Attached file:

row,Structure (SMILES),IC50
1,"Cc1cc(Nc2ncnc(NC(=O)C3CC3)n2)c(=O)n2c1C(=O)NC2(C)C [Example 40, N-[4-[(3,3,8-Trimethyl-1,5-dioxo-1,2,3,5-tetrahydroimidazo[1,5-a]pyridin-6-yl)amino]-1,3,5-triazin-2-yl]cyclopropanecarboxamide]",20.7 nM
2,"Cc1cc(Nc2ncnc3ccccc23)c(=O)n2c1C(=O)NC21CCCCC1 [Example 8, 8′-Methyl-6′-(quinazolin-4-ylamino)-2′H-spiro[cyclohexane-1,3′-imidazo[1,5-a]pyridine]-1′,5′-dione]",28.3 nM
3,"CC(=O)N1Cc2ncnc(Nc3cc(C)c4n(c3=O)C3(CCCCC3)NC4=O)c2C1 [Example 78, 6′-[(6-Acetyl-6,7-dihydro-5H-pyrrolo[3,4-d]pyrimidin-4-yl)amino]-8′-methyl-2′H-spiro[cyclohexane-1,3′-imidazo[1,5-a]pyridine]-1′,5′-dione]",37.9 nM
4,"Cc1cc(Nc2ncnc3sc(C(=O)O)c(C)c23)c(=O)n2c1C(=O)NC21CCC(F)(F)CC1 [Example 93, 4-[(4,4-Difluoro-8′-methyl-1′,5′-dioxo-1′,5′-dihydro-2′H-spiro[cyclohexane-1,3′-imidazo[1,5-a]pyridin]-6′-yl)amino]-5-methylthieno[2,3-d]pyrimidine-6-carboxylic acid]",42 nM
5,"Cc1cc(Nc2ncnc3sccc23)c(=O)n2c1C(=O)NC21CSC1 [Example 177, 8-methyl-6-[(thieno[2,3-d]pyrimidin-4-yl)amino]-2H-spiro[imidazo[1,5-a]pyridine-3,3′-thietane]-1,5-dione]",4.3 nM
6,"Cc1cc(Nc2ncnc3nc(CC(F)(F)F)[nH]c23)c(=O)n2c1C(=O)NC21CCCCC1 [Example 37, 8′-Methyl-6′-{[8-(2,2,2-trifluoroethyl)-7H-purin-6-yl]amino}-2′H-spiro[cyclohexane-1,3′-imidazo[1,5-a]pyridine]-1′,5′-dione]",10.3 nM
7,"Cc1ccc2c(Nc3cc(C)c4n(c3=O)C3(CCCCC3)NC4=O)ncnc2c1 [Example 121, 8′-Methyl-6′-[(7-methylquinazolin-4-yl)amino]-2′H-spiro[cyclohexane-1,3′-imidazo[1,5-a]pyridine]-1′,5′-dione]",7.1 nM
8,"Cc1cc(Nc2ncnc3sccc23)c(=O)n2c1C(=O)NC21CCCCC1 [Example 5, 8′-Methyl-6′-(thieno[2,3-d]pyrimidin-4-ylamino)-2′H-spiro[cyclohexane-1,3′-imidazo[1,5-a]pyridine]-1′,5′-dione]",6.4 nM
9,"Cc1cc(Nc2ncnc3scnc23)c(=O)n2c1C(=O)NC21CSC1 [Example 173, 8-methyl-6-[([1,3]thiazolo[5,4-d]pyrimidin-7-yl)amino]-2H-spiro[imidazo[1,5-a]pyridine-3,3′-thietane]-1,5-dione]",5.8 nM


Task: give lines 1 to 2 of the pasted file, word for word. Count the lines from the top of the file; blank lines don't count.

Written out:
row,Structure (SMILES),IC50
1,"Cc1cc(Nc2ncnc(NC(=O)C3CC3)n2)c(=O)n2c1C(=O)NC2(C)C [Example 40, N-[4-[(3,3,8-Trimethyl-1,5-dioxo-1,2,3,5-tetrahydroimidazo[1,5-a]pyridin-6-yl)amino]-1,3,5-triazin-2-yl]cyclopropanecarboxamide]",20.7 nM